Apple isn’t exhibiting at the NAB (National Association of Broadcasters) conference in Las Vegas, but it’s certainly making its presence known. As was rumored, Apple took the stage at a Final Cut Pro meet-up last night to unveil the upcoming version of the editing program, now called Final Cut Pro X.
The upcoming version includes many worthwhile improvements, such as instant background rendering and the ability to edit footage while it’s being imported. It’s also 64-bit and completely rebuilt.
Some features, however, signal that Apple is aiming at a less sophisticated audience, and have upset hard-core users. Final Cut Pro X has an interface similar to iMovie and includes people detection, the ability to skim a clip by moving a mouse over it, and auto image stabilization.
“So Apple has turned Final Cut into iMovie Pro. Is this a step forward?” asked Thomas Moser (@megamoze). “I’m not drinking the Kool-Aid (Apple Juice?) on FCP X yet. Pro users seem to be gaining iMovie Pro, but loosing [sic] a suite,” tweeted Doug Luberts (@dougluberts).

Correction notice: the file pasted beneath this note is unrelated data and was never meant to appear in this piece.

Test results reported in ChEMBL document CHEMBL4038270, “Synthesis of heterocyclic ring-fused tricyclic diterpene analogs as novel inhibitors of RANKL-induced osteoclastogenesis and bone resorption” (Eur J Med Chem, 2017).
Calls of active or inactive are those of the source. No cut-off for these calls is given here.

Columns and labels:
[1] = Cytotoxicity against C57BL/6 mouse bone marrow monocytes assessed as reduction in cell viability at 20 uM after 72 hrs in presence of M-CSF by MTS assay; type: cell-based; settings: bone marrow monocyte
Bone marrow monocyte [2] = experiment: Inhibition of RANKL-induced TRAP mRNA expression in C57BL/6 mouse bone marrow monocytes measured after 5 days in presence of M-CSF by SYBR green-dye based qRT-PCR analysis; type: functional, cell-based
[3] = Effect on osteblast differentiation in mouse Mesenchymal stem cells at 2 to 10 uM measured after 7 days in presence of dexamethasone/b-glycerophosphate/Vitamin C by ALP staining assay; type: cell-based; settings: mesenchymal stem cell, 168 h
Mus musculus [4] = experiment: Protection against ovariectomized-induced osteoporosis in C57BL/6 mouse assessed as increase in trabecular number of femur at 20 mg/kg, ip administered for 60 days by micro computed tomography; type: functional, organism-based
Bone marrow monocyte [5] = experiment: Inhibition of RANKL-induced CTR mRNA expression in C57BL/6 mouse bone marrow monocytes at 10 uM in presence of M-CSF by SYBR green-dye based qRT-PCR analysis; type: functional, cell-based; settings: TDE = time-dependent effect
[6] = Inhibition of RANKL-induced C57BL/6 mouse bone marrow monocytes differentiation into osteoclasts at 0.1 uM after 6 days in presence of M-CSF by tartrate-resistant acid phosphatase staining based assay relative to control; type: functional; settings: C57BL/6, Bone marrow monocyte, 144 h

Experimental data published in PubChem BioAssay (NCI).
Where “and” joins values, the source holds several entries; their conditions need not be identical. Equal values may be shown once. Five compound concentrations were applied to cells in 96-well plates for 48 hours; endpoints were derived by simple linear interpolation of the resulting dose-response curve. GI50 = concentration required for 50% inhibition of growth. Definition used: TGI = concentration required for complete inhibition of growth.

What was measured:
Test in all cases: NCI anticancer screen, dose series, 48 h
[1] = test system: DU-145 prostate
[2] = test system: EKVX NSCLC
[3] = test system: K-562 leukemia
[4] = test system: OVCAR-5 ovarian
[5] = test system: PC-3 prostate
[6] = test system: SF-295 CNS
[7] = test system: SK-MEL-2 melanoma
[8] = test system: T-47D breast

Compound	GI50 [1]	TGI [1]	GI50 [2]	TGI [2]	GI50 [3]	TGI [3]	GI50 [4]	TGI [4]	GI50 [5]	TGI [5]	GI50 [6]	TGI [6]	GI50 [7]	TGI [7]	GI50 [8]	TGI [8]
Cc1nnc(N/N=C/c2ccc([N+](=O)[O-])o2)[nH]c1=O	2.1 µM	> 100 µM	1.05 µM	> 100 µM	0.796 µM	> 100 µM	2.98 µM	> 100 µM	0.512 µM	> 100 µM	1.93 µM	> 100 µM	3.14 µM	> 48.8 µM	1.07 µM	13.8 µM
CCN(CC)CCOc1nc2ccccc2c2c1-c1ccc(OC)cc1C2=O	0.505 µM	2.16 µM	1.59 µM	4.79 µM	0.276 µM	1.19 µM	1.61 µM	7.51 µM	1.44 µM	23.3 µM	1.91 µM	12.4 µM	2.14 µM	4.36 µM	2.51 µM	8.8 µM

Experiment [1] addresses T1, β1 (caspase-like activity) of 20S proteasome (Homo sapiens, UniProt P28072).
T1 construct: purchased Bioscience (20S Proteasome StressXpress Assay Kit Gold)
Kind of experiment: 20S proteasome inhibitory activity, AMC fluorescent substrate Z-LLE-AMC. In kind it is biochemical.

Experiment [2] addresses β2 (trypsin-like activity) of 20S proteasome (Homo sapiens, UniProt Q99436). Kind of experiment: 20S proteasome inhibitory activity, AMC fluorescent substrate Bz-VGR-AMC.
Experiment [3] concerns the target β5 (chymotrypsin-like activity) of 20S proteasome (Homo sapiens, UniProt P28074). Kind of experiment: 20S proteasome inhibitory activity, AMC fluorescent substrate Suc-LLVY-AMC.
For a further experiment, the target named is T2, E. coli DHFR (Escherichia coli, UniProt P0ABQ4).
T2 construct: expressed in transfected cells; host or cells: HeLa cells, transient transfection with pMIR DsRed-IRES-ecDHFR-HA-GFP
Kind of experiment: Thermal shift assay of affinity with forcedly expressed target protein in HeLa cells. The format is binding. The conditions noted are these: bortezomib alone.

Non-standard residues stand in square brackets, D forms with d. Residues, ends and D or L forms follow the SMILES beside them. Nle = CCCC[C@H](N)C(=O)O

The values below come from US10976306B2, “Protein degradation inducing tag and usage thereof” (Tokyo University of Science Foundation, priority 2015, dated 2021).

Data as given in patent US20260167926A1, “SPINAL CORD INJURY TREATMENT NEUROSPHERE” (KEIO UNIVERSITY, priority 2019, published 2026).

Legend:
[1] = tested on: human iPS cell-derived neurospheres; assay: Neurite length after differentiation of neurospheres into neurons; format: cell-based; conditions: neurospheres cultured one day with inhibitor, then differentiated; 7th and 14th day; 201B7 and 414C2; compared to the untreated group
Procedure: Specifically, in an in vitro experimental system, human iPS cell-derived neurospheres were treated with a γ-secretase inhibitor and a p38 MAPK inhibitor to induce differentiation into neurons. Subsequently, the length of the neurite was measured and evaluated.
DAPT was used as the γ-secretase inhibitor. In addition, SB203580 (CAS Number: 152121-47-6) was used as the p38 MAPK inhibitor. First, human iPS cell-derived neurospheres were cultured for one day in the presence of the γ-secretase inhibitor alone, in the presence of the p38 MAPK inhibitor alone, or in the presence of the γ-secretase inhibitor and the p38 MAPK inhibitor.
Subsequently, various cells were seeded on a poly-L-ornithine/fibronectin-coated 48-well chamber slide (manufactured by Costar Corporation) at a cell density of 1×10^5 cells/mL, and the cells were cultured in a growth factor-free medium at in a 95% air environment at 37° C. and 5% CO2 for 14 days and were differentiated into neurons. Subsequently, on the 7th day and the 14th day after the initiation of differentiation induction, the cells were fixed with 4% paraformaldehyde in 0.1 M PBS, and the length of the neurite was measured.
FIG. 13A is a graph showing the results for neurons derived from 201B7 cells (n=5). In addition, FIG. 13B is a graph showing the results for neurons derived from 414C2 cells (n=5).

The biggest indication that Apple is aiming at a less professional audience is the price. Final Cut Pro X will sell for $299 in the Mac App Store, starting in June. It will replace Final Cut Pro Express, which sells for $199. The program will integrate Soundtrack and Color, which were part of Final Cut Pro Studio, and it seems likely that there won’t be a Final Cut Pro Studio after June.
While there were dissenters, the overwhelming majority of tweets were positive. Most seem intrigued by the speed and features of the new Final Cut. For those just entering online video, or who don’t have time to learn a professional suite, this seems like a strong move, offering the power of a top-level editor without the price tag.